Sundby now writes ski history himself

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Norwegian skiing ace Martin Johnsrud Sundby wrote an essay on the history of skiing 21 years ago, when he was in the fifth grade. Now he’s making history himself as one of the greatest Norwegian skiers ever, after logging yet another victory at Holmenkollen in Oslo over the weekend.

Martin Johnsrud Sundby achieved a childhood dream when he won the men's 50-kilometer race at home in Oslo on Saturday. It was his latest in a long string of World Cup victories, but meant the most to him. PHOTO: Holmenkollen Ski Festival/Magnus Nylokken

Martin Johnsrud Sundby achieved a childhood dream when he won the men’s 50-kilometer race at home in Oslo on Saturday. It was his latest in a long string of World Cup victories, but meant the most to him. PHOTO: Holmenkollen Ski Festival/Magnus Nyløkken

“For me, skis and skiing were the most exciting assignment I could have,” Sundby wrote when he was 11 years old in Oslo, “not just because I think the history of skiing is fun, but also because I’m quite active on skis myself. I train a lot and race, and in the races, it goes pretty well, in fact.”

It’s still going well, in fact, extremely well. Sundby has won the overall World Cup in skiing twice and is heading for a third victory as he continues to lead the pack and confirm his position as the world’s best skier at present. He has also won the gruelling Tour de Ski three times, has 10 gold medals in the Norwegian Championships, one gold medal in the World Championships and both Olympic silver and bronze medals.

On Saturday he won the tough men’s 50-kilometer race with a time of just two hours, eight minutes and 41.9 seconds. He dominated the race and out-classed all his competitors, winning by a margin of 18.8 seconds (a lot in the world of ski racing) over the second-place winner, Norwegian teammate Niklas Dyrhaug. Maxim Vylegzjanin of Russia was third, one minute and five seconds behind Sundby.

Rare praise from Northug
Sundby is so strong and has so much stamina that he even won admiration and compliments from Petter Northug, Norway’s so-called “bad boy of skiing” who was determined to win the 50K himself. Instead, he finished sixth, three minutes behind Sundby.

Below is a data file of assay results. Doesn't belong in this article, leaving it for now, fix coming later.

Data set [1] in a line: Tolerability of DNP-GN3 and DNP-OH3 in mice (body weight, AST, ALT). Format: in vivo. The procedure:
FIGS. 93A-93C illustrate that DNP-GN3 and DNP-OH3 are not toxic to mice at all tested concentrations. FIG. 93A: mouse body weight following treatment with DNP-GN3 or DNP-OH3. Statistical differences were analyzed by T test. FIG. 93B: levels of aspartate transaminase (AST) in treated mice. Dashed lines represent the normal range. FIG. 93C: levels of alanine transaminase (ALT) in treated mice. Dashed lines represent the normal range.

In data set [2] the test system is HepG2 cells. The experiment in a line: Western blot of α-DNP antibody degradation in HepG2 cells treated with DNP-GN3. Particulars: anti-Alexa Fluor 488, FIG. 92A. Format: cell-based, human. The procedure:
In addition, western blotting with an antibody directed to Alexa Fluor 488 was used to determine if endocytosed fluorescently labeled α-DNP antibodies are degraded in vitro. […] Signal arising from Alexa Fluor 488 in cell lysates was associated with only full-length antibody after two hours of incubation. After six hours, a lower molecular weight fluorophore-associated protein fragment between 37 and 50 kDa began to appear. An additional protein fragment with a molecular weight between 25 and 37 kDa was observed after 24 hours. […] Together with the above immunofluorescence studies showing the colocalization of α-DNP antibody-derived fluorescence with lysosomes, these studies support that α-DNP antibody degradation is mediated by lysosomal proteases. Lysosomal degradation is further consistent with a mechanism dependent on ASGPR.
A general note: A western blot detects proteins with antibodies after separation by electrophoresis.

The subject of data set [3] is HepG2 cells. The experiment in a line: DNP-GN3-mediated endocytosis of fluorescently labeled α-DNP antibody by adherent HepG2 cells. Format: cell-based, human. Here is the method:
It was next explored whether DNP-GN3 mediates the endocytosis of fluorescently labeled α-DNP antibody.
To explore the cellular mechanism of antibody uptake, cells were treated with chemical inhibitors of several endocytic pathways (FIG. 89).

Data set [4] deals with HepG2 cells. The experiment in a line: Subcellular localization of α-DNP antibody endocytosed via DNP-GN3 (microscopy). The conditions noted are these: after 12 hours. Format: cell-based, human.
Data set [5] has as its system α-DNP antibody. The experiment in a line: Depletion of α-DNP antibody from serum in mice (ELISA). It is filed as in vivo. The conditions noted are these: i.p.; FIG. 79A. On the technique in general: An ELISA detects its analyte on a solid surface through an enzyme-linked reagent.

“It’s so well-deserved that he won, it was an enormous win, and impressive,” Northug told newspaper Aftenposten when it was all over. “He’s stayed in shape through the whole season, before, during and after Tour de Ski. He’s in a league over all of us others.”

That’s high praise from Northug, who all but conceded the race to Sundby, who has indeed worked hard for his victories for years. It was his first time to win the 50K on home turf at Holmenkollen, and with King Harald V watching and congratulating him personally. Sundby kissed the snow after he crossed the finish line, and didn’t manage to hold back some tears of joy.

“It may sound strange, this is no championship race, but the Holmekollen 50K is a classic,” Sundby told Aftenposten. “I’ve dreamed for a long time about winning here. I camped out in a tent along the route when I was little, and cheered on the skiers. And I’ve been so close to winning for nearly four years.”

The 31-year-old Sundby finally did so. “I knew it was going to be hell out there, and had prepared myself for weeks,” Sundby said. “I’m glad all the other skiers didn’t know how much pain I was in. My legs were really screaming on the last two rounds.”

‘Machine from Røa’
Fifty kilometers is a long, long way to ski at high speed. It’s a major endurance contest as well as a test of strength, but Sundby isn’t known as “the machine from Røa” (a district within Oslo) for nothing. It was his 10th World Cup victory this season alone, his 24th individual victory overall, and he appreciated his rivals’ praise, which also streamed in from Dyrhaug, Sjur Røthe and Swedish skiing star Marcus Hellner.

“I didn’t see much of him, he was ahead of me and it was so foggy,” said Hellner, who finished more than seven minutes behind Sundby. “But he impresses, and was a worthy winner who fully deserved tok take this race.” Dyrhaug noted that “I felt strong myself, but he (Sundby) was enormous,” fully agreeing that it was a very tough race indeed.

“I feel really humble hearing all that,” he told Aftenposten, as he stuffed himself with waffles and nuts after the ordeal. “It’s really, really nice to get such feedback from frighteningly strong skiers.”

newsinenglish.no/Nina Berglund